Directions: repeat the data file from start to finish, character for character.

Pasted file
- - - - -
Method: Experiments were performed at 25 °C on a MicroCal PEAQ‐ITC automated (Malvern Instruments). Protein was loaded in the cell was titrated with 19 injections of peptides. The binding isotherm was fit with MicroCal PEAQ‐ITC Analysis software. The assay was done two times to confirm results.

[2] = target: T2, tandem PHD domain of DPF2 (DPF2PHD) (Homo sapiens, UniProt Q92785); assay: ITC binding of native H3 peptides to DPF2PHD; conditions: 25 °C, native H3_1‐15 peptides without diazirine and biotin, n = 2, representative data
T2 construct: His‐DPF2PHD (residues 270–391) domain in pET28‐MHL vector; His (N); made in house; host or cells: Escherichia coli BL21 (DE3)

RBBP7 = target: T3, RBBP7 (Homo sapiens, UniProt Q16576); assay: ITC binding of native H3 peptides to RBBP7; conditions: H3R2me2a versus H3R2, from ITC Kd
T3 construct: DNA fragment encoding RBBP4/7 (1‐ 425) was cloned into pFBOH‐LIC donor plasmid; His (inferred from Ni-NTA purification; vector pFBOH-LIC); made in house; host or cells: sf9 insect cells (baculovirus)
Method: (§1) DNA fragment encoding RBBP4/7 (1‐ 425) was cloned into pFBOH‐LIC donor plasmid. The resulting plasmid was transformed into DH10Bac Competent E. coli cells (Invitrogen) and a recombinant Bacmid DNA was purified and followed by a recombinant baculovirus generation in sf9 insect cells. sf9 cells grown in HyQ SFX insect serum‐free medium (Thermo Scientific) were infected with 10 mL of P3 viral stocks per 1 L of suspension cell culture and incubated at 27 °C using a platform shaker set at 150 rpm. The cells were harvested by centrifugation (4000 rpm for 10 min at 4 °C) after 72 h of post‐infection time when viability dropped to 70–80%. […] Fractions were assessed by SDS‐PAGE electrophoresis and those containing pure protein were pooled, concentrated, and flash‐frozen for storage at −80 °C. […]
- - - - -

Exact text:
Method: Experiments were performed at 25 °C on a MicroCal PEAQ‐ITC automated (Malvern Instruments). Protein was loaded in the cell was titrated with 19 injections of peptides. The binding isotherm was fit with MicroCal PEAQ‐ITC Analysis software. The assay was done two times to confirm results.

[2] = target: T2, tandem PHD domain of DPF2 (DPF2PHD) (Homo sapiens, UniProt Q92785); assay: ITC binding of native H3 peptides to DPF2PHD; conditions: 25 °C, native H3_1‐15 peptides without diazirine and biotin, n = 2, representative data
T2 construct: His‐DPF2PHD (residues 270–391) domain in pET28‐MHL vector; His (N); made in house; host or cells: Escherichia coli BL21 (DE3)

RBBP7 = target: T3, RBBP7 (Homo sapiens, UniProt Q16576); assay: ITC binding of native H3 peptides to RBBP7; conditions: H3R2me2a versus H3R2, from ITC Kd
T3 construct: DNA fragment encoding RBBP4/7 (1‐ 425) was cloned into pFBOH‐LIC donor plasmid; His (inferred from Ni-NTA purification; vector pFBOH-LIC); made in house; host or cells: sf9 insect cells (baculovirus)
Method: (§1) DNA fragment encoding RBBP4/7 (1‐ 425) was cloned into pFBOH‐LIC donor plasmid. The resulting plasmid was transformed into DH10Bac Competent E. coli cells (Invitrogen) and a recombinant Bacmid DNA was purified and followed by a recombinant baculovirus generation in sf9 insect cells. sf9 cells grown in HyQ SFX insect serum‐free medium (Thermo Scientific) were infected with 10 mL of P3 viral stocks per 1 L of suspension cell culture and incubated at 27 °C using a platform shaker set at 150 rpm. The cells were harvested by centrifugation (4000 rpm for 10 min at 4 °C) after 72 h of post‐infection time when viability dropped to 70–80%. […] Fractions were assessed by SDS‐PAGE electrophoresis and those containing pure protein were pooled, concentrated, and flash‐frozen for storage at −80 °C. […]